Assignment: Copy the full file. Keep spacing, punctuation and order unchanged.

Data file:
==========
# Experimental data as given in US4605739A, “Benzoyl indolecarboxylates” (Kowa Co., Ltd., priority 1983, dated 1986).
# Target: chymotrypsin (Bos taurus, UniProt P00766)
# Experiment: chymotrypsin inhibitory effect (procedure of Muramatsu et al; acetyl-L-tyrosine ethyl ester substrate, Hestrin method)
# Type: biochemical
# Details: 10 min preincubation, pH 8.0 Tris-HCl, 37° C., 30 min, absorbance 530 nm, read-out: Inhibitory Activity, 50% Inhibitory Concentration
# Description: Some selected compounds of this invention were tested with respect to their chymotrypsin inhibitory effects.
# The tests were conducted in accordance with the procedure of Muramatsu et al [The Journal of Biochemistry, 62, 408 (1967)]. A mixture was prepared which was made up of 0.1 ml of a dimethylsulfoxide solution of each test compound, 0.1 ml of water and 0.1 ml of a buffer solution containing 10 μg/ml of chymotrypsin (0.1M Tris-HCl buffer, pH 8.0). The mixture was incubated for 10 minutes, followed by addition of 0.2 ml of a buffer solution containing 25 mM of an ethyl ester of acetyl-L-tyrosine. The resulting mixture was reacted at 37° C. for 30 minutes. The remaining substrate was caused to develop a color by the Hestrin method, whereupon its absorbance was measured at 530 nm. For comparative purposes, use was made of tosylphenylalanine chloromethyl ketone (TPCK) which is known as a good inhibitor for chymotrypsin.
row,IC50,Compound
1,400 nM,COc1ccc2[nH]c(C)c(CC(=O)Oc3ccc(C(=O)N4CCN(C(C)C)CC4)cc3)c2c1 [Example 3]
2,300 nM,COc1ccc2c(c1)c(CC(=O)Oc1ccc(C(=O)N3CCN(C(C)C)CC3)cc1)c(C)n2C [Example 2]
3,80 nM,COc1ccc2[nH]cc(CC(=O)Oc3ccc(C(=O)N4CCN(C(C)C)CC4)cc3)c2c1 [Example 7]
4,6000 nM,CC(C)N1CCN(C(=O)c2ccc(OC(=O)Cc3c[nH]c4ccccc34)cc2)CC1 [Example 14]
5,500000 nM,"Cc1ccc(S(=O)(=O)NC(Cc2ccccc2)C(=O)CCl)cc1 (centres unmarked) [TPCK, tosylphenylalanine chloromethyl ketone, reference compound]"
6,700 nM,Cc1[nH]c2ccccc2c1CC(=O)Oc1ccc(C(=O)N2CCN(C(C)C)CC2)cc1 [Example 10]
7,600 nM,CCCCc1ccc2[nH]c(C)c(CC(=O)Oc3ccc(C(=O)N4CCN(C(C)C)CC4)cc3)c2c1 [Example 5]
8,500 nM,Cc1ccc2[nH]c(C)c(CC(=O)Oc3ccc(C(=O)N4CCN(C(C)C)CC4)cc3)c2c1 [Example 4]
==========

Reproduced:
# Experimental data as given in US4605739A, “Benzoyl indolecarboxylates” (Kowa Co., Ltd., priority 1983, dated 1986).
# Target: chymotrypsin (Bos taurus, UniProt P00766)
# Experiment: chymotrypsin inhibitory effect (procedure of Muramatsu et al; acetyl-L-tyrosine ethyl ester substrate, Hestrin method)
# Type: biochemical
# Details: 10 min preincubation, pH 8.0 Tris-HCl, 37° C., 30 min, absorbance 530 nm, read-out: Inhibitory Activity, 50% Inhibitory Concentration
# Description: Some selected compounds of this invention were tested with respect to their chymotrypsin inhibitory effects.
# The tests were conducted in accordance with the procedure of Muramatsu et al [The Journal of Biochemistry, 62, 408 (1967)]. A mixture was prepared which was made up of 0.1 ml of a dimethylsulfoxide solution of each test compound, 0.1 ml of water and 0.1 ml of a buffer solution containing 10 μg/ml of chymotrypsin (0.1M Tris-HCl buffer, pH 8.0). The mixture was incubated for 10 minutes, followed by addition of 0.2 ml of a buffer solution containing 25 mM of an ethyl ester of acetyl-L-tyrosine. The resulting mixture was reacted at 37° C. for 30 minutes. The remaining substrate was caused to develop a color by the Hestrin method, whereupon its absorbance was measured at 530 nm. For comparative purposes, use was made of tosylphenylalanine chloromethyl ketone (TPCK) which is known as a good inhibitor for chymotrypsin.
row,IC50,Compound
1,400 nM,COc1ccc2[nH]c(C)c(CC(=O)Oc3ccc(C(=O)N4CCN(C(C)C)CC4)cc3)c2c1 [Example 3]
2,300 nM,COc1ccc2c(c1)c(CC(=O)Oc1ccc(C(=O)N3CCN(C(C)C)CC3)cc1)c(C)n2C [Example 2]
3,80 nM,COc1ccc2[nH]cc(CC(=O)Oc3ccc(C(=O)N4CCN(C(C)C)CC4)cc3)c2c1 [Example 7]
4,6000 nM,CC(C)N1CCN(C(=O)c2ccc(OC(=O)Cc3c[nH]c4ccccc34)cc2)CC1 [Example 14]
5,500000 nM,"Cc1ccc(S(=O)(=O)NC(Cc2ccccc2)C(=O)CCl)cc1 (centres unmarked) [TPCK, tosylphenylalanine chloromethyl ketone, reference compound]"
6,700 nM,Cc1[nH]c2ccccc2c1CC(=O)Oc1ccc(C(=O)N2CCN(C(C)C)CC2)cc1 [Example 10]
7,600 nM,CCCCc1ccc2[nH]c(C)c(CC(=O)Oc3ccc(C(=O)N4CCN(C(C)C)CC4)cc3)c2c1 [Example 5]
8,500 nM,Cc1ccc2[nH]c(C)c(CC(=O)Oc3ccc(C(=O)N4CCN(C(C)C)CC4)cc3)c2c1 [Example 4]